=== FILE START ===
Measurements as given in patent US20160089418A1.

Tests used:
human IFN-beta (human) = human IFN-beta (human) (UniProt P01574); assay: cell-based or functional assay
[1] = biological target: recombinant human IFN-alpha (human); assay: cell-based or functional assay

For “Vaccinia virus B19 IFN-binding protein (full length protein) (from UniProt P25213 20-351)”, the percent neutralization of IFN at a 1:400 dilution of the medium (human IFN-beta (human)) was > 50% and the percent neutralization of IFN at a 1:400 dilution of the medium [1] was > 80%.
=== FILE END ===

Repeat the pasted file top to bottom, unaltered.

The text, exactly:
Measurements as given in patent US20160089418A1.

Tests used:
human IFN-beta (human) = human IFN-beta (human) (UniProt P01574); assay: cell-based or functional assay
[1] = biological target: recombinant human IFN-alpha (human); assay: cell-based or functional assay

For “Vaccinia virus B19 IFN-binding protein (full length protein) (from UniProt P25213 20-351)”, the percent neutralization of IFN at a 1:400 dilution of the medium (human IFN-beta (human)) was > 50% and the percent neutralization of IFN at a 1:400 dilution of the medium [1] was > 80%.